I mean, really.

Why would I care? Someone blocked me on Facebook. Big deal. This shouldn’t be a problem for me, because it isn’t a problem.

First of all, if out of 450 “friends,” five have blocked me, that’s a pretty decent rate of acceptance versus rejection. Second of all, and more importantly, I don’t interact with the suspected blockers in real life. I expect to see a couple of them at assorted reunions, probably in the very distant future. The others I may never see, ever, again.

Some of these blockages are even mutual. I can think of at least one alleged blocker whose posts I’ve had hidden for a year. It wasn’t personal; I just didn’t want to see the graphic updates about the contents of her child’s diapers. Evidently she was equally unimpressed by all my clever status updates and scintillating blog posts. And we aren’t actually friends in real life. We never were. If you look at it rationally, our Facebook break-up is a win-win. But in the self-centered, personal propaganda world of Facebook, where everyone is your “friend” and  people are unable to “dislike” your photos, updates or relationships, being blocked comes as somewhat of a shock.

Why should that be? Most of us deal with rejection in the real world all the time. We interview for, but don’t get jobs. We don’t get complimented when we think we deserve it. We say hello to people on the street and they don’t say hello back. People give us the finger in traffic. And although these daily rejections are awkward at best and painful at worst, we deal with them.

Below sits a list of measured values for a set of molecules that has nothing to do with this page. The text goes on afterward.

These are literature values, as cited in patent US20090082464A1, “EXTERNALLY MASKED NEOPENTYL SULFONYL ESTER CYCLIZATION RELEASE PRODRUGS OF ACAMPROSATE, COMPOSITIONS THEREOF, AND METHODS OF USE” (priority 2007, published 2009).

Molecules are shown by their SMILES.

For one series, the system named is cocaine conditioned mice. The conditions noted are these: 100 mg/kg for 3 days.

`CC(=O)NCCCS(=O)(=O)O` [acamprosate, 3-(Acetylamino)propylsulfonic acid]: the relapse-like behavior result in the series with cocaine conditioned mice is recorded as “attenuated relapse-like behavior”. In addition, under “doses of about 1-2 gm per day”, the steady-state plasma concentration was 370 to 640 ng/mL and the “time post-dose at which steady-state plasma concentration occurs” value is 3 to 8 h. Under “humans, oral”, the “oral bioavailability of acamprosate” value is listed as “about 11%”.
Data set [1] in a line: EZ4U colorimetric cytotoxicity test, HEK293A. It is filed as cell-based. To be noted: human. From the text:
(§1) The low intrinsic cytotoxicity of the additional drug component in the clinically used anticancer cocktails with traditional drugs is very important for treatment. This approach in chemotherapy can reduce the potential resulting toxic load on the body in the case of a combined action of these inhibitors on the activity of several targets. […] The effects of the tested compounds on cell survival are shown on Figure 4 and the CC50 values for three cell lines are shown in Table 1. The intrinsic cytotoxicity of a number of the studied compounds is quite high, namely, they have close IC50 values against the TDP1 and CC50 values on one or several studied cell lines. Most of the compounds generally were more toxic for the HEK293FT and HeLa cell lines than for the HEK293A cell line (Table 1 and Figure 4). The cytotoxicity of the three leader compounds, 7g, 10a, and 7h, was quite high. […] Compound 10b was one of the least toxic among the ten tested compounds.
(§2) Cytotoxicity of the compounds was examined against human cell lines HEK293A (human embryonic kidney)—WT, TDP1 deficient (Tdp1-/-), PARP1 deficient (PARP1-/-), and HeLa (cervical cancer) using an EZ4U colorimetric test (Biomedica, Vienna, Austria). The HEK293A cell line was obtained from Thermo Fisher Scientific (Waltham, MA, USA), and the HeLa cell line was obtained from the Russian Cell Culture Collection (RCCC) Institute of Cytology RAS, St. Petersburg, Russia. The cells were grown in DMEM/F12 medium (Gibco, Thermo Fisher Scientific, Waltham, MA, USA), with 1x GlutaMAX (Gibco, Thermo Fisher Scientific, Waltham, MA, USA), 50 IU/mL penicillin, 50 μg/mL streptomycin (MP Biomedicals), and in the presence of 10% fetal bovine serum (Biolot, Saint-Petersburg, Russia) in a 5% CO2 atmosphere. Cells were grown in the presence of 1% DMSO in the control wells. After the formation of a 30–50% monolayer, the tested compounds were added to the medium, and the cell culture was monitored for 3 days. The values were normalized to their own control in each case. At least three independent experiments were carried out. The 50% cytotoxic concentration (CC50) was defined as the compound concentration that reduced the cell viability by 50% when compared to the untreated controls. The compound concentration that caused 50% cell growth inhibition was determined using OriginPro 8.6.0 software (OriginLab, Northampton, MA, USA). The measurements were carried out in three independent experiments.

I’m 33. Like most people my age, I’ve watched friendships crumble, relationships fall apart, been passed over for promotions. As a writer, I’ve gotten good at being rejected by magazines and journals. When I worked as a journalist, I got used to people being furious at or dismissive of me. But on Facebook rejection brings me back to middle school.

“They don’t like you,”  says the little voice in my brain, the one I heard all the time when I was 12 years old. “They don’t like you and they don’t ‘like’ you.”

This voice is not my friend. It used to hear classmates laughing a few tables over in the cafeteria and convince me that those kids were laughing at me.

“I thought you were dead,” I say to the voice. “I thought I left your mangled corpse on the streets of Spain in 1999.”

“You’re talking to yourself,” says the voice. “No wonder people don’t like you. Or ‘like’ you.”

And the cycle begins anew.

So really, what’s the deal with Facebook and rejection? My only guess is that our Facebook profiles are such manicured, Photoshopped versions of who we are. We post the most attractive or amusing photos of ourselves as profile shots, or else we post pictures of the things we want to show off: our kids, our wedding photos, our pets, our flower gardens, our priceless collections of stamps or brass military buttons. Our statuses are little flags we wave for attention. Our interests are carefully edited. And when someone rejects all that, when they block you, that can seem like a rejection of your highest self.

Except it’s not. It’s a rejection of your own personal propaganda. And if that bothers you, you probably need to get over yourself. I know I do.